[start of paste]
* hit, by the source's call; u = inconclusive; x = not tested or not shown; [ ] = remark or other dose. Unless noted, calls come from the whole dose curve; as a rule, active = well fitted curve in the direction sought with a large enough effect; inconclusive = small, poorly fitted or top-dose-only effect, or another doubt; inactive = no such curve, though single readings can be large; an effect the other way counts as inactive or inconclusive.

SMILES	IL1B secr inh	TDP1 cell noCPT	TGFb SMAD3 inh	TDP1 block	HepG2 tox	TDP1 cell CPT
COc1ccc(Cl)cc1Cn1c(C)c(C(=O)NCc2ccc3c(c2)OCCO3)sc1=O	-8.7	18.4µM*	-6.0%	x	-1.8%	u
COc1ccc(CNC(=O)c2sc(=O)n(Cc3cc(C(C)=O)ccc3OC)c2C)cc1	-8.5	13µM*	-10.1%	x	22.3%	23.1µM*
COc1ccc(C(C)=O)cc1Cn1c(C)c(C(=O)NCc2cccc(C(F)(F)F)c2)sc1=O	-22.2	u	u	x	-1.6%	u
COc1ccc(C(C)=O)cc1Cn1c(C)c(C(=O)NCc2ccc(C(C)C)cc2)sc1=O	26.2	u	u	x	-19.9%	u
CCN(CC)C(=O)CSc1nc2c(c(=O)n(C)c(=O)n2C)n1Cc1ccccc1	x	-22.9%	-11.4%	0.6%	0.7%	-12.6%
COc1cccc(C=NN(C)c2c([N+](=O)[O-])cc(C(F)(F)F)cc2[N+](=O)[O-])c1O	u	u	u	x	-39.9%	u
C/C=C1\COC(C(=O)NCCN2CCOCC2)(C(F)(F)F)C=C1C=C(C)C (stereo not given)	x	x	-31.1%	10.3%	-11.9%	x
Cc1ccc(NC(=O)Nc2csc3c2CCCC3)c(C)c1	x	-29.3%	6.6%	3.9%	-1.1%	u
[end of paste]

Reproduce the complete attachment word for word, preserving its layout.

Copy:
* hit, by the source's call; u = inconclusive; x = not tested or not shown; [ ] = remark or other dose. Unless noted, calls come from the whole dose curve; as a rule, active = well fitted curve in the direction sought with a large enough effect; inconclusive = small, poorly fitted or top-dose-only effect, or another doubt; inactive = no such curve, though single readings can be large; an effect the other way counts as inactive or inconclusive.

SMILES	IL1B secr inh	TDP1 cell noCPT	TGFb SMAD3 inh	TDP1 block	HepG2 tox	TDP1 cell CPT
COc1ccc(Cl)cc1Cn1c(C)c(C(=O)NCc2ccc3c(c2)OCCO3)sc1=O	-8.7	18.4µM*	-6.0%	x	-1.8%	u
COc1ccc(CNC(=O)c2sc(=O)n(Cc3cc(C(C)=O)ccc3OC)c2C)cc1	-8.5	13µM*	-10.1%	x	22.3%	23.1µM*
COc1ccc(C(C)=O)cc1Cn1c(C)c(C(=O)NCc2cccc(C(F)(F)F)c2)sc1=O	-22.2	u	u	x	-1.6%	u
COc1ccc(C(C)=O)cc1Cn1c(C)c(C(=O)NCc2ccc(C(C)C)cc2)sc1=O	26.2	u	u	x	-19.9%	u
CCN(CC)C(=O)CSc1nc2c(c(=O)n(C)c(=O)n2C)n1Cc1ccccc1	x	-22.9%	-11.4%	0.6%	0.7%	-12.6%
COc1cccc(C=NN(C)c2c([N+](=O)[O-])cc(C(F)(F)F)cc2[N+](=O)[O-])c1O	u	u	u	x	-39.9%	u
C/C=C1\COC(C(=O)NCCN2CCOCC2)(C(F)(F)F)C=C1C=C(C)C (stereo not given)	x	x	-31.1%	10.3%	-11.9%	x
Cc1ccc(NC(=O)Nc2csc3c2CCCC3)c(C)c1	x	-29.3%	6.6%	3.9%	-1.1%	u